Down payment options for first-time homebuyers

The path to homeownership is more attainable with these low- or no-down-payment options

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If you’re struggling to save for a mortgage down payment, consider these low- or no-down-payment options. (Shutterstock)

Saving for a down payment is a substantial barrier to homeownership, particularly for people of color and those burdened by student debt, according to a Center for Responsible Lending report. This is no surprise, as it can take years to save for a 20% down payment.

The good news is you have options to greatly reduce or even eliminate the cost of a down payment. Keep reading to learn about strategies and programs for reducing your down payment.

Explore your home loan options by using Credible to compare current rates and lenders.

What is a mortgage down payment?

A down payment is the amount of cash you pay up front at closing to purchase a home. It’s typically expressed as a percentage of the purchase price and shows creditors that you’re a serious homebuyer. A 20% down payment is usually required for a down payment on a conventional mortgage.

Your mortgage will cover the rest of the purchase price, so the larger down payment you make, the smaller your mortgage will be. But a lower down payment requirement — or no down payment at all — can allow you to become a homeowner sooner.


How to come up with a down payment

If you’d like to turn your dream of homeownership into a reality, here are some ways to fund a down payment: 

  • Save up. You can put a certain amount of money from each paycheck into a savings account and save for a down payment. To speed up the process, consider picking up a side hustle or part-time job.
  • Look into state and local down payment assistance programs. Many states and local municipalities offer down payment assistance programs, usually for first-time homebuyers. You can often receive help with your down payment in the form of a grant or forgivable loan.
  • Tap your retirement account. If you have sufficient funds in your 401(k), Roth IRA, or other retirement account, you can pull from them to pay for a down payment. Just keep in mind that if you go this route, you may face penalties and derail your retirement goals.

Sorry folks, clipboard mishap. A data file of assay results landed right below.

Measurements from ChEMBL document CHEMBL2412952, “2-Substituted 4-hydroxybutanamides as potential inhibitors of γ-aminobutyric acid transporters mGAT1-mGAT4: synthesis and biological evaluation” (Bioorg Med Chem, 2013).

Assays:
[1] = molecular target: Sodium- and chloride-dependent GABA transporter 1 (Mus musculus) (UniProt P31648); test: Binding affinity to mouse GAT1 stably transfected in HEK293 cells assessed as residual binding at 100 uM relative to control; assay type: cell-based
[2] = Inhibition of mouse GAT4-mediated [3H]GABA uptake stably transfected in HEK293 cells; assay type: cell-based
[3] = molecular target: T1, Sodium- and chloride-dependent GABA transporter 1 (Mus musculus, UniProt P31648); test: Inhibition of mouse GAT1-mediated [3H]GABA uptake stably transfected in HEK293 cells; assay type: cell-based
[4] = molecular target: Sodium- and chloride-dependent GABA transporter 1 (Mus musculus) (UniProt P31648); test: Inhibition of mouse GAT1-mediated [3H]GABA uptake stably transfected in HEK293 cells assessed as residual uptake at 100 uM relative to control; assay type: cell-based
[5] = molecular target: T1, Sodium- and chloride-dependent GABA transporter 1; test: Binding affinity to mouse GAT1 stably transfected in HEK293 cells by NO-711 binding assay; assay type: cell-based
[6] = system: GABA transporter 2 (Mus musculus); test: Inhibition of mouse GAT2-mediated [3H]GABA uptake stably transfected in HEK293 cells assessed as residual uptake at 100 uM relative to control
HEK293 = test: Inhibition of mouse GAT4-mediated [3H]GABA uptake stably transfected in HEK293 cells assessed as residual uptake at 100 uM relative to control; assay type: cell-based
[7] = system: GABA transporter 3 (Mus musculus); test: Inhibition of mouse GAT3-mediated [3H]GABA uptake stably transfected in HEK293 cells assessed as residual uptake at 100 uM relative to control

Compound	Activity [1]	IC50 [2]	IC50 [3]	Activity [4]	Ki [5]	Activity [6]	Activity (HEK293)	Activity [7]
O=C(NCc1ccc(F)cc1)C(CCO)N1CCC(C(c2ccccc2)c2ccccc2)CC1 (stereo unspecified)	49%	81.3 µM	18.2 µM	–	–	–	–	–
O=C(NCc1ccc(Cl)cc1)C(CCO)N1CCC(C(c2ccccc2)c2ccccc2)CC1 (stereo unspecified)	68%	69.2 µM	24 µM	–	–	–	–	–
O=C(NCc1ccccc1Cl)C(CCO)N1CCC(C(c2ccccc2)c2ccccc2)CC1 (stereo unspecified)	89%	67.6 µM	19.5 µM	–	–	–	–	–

• Ask family or friends. Let your loved ones know you hope to buy a house in the near future. They may be generous and gift you a portion or all of your down payment.

To find a great rate, use Credible. Credible can show you current mortgage rates from multiple mortgage lenders and help you make an informed decision regarding your home loan.

2 options for no-down-payment mortgages

Two prominent government programs allow you to get a mortgage with no down payment:

  • VA loans — Backed by the Department of Veterans Affairs, VA loans are available to current and former military members or surviving spouses. In addition to no down payment, these loans offer competitive rates and limited closing costs. But you’ll have to pay a funding fee.
  • USDA loans — The United States Department of Agriculture offers USDA home loans, which might be an option if you buy a home in a rural area and meet certain income limits. As long as you qualify, you won’t have to put any money down.


4 options for low down payments

If you’re looking for low-down-payment options, consider the following:

  • State programs — Many programs and loans are designed specifically for first-time homebuyers. See what programs your state’s housing finance agency offers. If you meet certain requirements, you can receive funds to put toward your down payment and lower your out-of-pocket costs.
  • FHA loans — Backed by the Federal Housing Administration, FHA loans let you put down as little as 3.5%. But you’ll need a minimum credit score of 580 to do this.
  • HomeReady and Home Possible programs — The Fannie Mae HomeReady and Freddie Mac Home Possible loans are designed to make purchasing a home easier for first-time homebuyers. Their down payment requirements are as low as 3%.
  • Conventional loans — It’s possible to find a conventional loan with a down payment of only 3% to 5%. But you’ll need a good credit score to qualify and have to pay private mortgage insurance (PMI) until you reach 20% equity in your home.

4 mortgage options for people with bad credit

Low- or no-down-payment options are within reach, even if you don’t have the best credit:

  • FHA loans — FHA loans have low credit score requirements compared to other major home loan programs. You can qualify with a credit score as low as 500 as long as you put down 10%. If your credit score is at least 580, you’ll only need a 3.5% down payment.
  • VA loans — In addition to being a no-down-payment option, VA loans have no credit score requirements. With that said, some VA lenders set their own credit requirements, which you’ll need to meet.
  • USDA loans — When it comes to USDA loans, you usually need a minimum credit score of 640 to qualify.
  • Non-qualified loans — Offered by some banks and credit unions, non-qualified or non-QM loans are mortgages aimed at consumers that don’t meet the qualifying criteria for conventional mortgages and other traditional home loans. Even though you don’t need good credit, you’ll need to show that you can repay your loan by providing the lender with pay stubs, W-2s, and tax returns.

Ready to start the mortgage process? Visit Credible to compare rates and lenders.